How To Write A Press Release As A Startup
What is a press release? Many people have heard of them, but generally, outside the PR world, the specifics of what they are is a foreign concept. In this article, we will guide you through the process of creating your own press release and choosing the right angle.
Format of a Press Release
The press release you are sharing with journalists and news publications needs to be written in a journalistic style, and so, you should find your “ inner journalist” before you write one. At this point, it is good to analyze the “Inverted Pyramid” scheme for journalists. This is what they use to prioritize information for their articles. And because they use it, so should you.
The Inverted Pyramid dictates that the most newsworthy information comes first. In this section, you will apply the 5 W’s that were mentioned earlier. Next, the important details that the journalist or reader should know about the story. And finally, at the bottom, you put the general background and contact information. Keep this in mind, as it will be explained more in-depth below.
Elements of the Press Release
The press release is for journalists, so It needs to be in the third person, and edge along the fine line between self-promotion and plain facts. It has to be concise, around 400 words or one A4 page, and the language has to be targeted in order to catch and keep the media’s attention.
You always start your press release with the headline. This is what the journalist is going to read first. It is the most integral part of the entire document. In only a few words you have to summarise your main points and you have to captivate the reader enough to continue reading. Remember, these words will determine whether a journalist is going to open your email or not, it has to be newsworthy. Luckily, there are ways to maximise the effectiveness of your headline. A tip is to focus on the data.
By using data you can be strategic with your content. Some data points to look out for are: what are people looking up when they check out related content? How many people are doing so? Where are they coming from? This type of keyword search is going to help you sift through the fluff and find the most persuasive and compelling words to use in your headline.
After the headline, you have the first paragraph of your press release, which is called the lead. It is extremely important as well. This is where you should apply your story angle, or ‘hook’, giving the reader something to care about. Once again, this addresses the newsworthy aspect of your announcement.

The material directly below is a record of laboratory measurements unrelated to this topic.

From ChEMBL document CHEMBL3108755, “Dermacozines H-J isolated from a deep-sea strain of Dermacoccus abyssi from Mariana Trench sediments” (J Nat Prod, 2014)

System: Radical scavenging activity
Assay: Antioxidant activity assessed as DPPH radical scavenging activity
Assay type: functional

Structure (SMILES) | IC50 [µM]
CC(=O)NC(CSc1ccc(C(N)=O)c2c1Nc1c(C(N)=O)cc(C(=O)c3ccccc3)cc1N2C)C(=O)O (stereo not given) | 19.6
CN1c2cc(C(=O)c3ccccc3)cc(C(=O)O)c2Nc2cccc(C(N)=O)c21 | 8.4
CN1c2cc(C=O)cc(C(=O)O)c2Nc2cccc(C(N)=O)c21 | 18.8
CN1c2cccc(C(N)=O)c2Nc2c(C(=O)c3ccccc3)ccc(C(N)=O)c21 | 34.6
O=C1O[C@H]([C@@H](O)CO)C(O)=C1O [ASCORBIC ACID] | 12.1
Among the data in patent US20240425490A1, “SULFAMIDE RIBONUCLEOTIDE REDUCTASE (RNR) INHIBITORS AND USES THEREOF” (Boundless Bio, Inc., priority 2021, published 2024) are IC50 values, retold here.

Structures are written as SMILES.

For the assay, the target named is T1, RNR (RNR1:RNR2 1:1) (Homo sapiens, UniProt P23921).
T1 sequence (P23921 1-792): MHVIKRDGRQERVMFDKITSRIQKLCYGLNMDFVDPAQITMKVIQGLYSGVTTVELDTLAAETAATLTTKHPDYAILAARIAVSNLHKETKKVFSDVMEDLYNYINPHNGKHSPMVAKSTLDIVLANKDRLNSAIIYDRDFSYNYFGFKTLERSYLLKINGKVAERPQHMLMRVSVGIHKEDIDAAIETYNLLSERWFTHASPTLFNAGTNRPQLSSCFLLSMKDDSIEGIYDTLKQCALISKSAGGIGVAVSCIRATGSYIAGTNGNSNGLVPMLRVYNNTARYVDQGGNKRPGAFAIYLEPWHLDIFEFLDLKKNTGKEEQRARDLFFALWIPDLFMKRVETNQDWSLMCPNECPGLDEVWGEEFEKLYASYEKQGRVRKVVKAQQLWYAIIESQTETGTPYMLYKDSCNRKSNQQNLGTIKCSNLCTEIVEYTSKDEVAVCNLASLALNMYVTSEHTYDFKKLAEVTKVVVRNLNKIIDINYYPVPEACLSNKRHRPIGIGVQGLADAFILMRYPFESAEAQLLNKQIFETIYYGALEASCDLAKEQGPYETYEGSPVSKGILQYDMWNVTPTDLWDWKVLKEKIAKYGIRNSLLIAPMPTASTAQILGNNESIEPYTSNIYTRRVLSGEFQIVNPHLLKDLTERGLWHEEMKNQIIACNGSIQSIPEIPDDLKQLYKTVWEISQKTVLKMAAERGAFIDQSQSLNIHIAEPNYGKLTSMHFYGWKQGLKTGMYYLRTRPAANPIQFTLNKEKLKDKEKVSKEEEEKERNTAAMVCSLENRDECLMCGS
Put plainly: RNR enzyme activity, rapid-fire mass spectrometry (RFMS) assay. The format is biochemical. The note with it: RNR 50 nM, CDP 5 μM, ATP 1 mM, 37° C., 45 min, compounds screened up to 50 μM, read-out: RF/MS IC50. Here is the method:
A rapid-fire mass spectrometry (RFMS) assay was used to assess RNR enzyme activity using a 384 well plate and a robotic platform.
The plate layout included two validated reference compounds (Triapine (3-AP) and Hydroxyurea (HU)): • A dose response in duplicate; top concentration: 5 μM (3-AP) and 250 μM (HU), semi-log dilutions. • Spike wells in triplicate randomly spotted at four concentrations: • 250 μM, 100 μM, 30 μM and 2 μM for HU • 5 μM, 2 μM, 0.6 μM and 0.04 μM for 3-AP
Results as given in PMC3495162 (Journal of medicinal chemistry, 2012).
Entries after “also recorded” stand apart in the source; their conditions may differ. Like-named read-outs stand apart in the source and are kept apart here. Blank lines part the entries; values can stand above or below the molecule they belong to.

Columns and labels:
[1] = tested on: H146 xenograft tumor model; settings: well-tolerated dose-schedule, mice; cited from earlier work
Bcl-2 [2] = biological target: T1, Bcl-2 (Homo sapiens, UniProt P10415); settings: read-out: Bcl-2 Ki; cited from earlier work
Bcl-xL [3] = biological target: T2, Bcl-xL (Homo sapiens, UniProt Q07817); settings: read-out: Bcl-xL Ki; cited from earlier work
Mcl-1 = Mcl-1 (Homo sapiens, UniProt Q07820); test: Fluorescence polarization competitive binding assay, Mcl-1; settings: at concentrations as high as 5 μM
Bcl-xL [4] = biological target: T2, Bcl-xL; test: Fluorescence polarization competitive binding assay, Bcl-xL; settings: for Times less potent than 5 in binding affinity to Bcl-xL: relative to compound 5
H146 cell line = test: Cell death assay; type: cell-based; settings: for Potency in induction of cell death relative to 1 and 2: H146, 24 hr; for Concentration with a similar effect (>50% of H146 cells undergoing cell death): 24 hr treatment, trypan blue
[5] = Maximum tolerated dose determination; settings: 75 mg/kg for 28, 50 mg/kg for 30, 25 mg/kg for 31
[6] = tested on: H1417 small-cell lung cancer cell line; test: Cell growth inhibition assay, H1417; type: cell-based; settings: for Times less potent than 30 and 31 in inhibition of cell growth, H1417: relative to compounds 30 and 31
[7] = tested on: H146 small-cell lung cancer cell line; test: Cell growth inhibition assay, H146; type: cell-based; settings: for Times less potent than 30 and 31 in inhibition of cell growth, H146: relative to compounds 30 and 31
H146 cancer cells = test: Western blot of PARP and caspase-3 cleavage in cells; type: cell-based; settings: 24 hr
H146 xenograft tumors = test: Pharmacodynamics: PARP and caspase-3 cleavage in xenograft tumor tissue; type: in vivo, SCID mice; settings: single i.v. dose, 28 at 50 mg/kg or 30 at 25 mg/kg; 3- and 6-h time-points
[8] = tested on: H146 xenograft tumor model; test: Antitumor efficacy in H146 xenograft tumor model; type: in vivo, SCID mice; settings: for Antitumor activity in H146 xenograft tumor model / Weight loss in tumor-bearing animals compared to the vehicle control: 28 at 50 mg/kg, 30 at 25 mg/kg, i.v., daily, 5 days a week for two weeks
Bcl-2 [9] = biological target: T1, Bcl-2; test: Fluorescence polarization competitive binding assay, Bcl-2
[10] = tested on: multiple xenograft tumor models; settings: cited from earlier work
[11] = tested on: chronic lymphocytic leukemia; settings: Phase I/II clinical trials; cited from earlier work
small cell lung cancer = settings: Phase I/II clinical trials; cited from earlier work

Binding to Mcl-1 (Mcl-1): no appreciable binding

It should start with the time and place in which the event or story will occur. In this short paragraph, all of the 5 W’s should be answered. This way you are also giving the journalist or reader the vital information they will need to take an interest, but also so they can pick it up for themselves.
Next, you have to write the body paragraphs. In this section, you should aim to anticipate and answer the questions a journalist might have about the announcement you are making for your company’s products, services or events. The key here is to make sure you are not making a sales pitch to the journalist, and it should not sound too promotional.
You are trying to explain that what you are talking about is relevant and important enough to be shared. Again, you have to remember the newsworthy elements. For this section, it is salient to use quotes. It humanizes the story and reiterates the newsworthy feature of your story. When you use quotations make sure that the quote aids the story, and it sounds like the person who spoke it.
Then, you should send your press release with a brief description of the company and the issue and reasons for the press release. It is sometimes referred to as a “call to action” (CTA). Putting the incentive on the journalist to find out more, or take a more active role. In this section, you should add all of the contact information, of yourself, and others whom the journalist might need to communicate with to develop the story into their publication.
Now, at the end of your press release, you should add a boilerplate. A boilerplate will briefly detail the company or organization related to the press release. It will be succinct and list the name of the company, its mission statement, when it was founded, and a small summary of what the company is doing today to satisfy its mission statement.
It is absolutely crucial to remember that a reporter or journalist receives a deluge of pitches every day. Therefore, it is imperative that your press release stands out to them and that you explain why they would find it of interest. To do so, you will have to make media lists. This can be painstaking, but there are applications and sites that can streamline this for you. You can use YAMM for mail merges, which enables the user to send a similar letter or document to multiple recipients, and AgilityPR for access to media databases.
The press release is an indispensable feature of PR media relations. It is one the chief methods used to penetrate the media and put a company into the public consciousness. When used properly it is a veritable asset for your business. Once you have started practicing the art of the press release, get in touch with PRLab and their professionals in order to take your PR game to the next level.